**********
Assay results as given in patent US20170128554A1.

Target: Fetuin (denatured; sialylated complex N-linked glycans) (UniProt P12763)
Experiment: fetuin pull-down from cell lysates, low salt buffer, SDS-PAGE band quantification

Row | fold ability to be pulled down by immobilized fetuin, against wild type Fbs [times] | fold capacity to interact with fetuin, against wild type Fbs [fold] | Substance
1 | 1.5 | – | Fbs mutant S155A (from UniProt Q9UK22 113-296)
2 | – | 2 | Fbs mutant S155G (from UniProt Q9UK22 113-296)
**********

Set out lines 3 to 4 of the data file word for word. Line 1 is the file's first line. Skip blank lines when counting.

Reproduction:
Experiment: fetuin pull-down from cell lysates, low salt buffer, SDS-PAGE band quantification

Row | fold ability to be pulled down by immobilized fetuin, against wild type Fbs [times] | fold capacity to interact with fetuin, against wild type Fbs [fold] | Substance